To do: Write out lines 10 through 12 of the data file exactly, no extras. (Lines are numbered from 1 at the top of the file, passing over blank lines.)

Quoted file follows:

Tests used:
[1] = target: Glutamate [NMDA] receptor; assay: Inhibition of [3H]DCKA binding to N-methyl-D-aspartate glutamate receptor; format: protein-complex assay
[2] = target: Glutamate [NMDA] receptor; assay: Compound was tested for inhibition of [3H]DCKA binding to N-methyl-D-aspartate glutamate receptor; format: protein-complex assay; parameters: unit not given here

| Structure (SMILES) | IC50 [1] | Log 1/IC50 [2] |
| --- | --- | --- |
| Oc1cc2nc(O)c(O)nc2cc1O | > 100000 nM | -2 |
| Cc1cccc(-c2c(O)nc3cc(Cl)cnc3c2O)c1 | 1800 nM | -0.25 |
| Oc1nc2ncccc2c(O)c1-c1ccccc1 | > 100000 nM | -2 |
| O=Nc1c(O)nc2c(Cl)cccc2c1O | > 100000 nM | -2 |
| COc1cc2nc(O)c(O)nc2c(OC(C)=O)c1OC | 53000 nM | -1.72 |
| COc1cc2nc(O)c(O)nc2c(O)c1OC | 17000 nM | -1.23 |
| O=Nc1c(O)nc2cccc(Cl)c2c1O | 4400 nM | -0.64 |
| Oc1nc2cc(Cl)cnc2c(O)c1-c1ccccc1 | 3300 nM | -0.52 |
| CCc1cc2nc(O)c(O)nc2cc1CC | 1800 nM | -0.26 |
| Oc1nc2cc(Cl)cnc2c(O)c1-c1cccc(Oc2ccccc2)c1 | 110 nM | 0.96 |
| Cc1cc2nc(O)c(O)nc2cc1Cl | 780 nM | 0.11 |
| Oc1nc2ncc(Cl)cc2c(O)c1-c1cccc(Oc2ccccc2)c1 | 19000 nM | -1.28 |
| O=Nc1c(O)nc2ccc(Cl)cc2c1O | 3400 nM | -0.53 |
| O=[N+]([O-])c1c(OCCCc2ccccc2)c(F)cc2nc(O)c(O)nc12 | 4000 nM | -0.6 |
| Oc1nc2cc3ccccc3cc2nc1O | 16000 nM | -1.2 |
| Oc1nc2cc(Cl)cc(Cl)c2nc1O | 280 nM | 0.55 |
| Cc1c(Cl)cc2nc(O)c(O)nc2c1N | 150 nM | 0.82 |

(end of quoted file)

| COc1cc2nc(O)c(O)nc2c(OC(C)=O)c1OC | 53000 nM | -1.72 |
| COc1cc2nc(O)c(O)nc2c(O)c1OC | 17000 nM | -1.23 |
| O=Nc1c(O)nc2cccc(Cl)c2c1O | 4400 nM | -0.64 |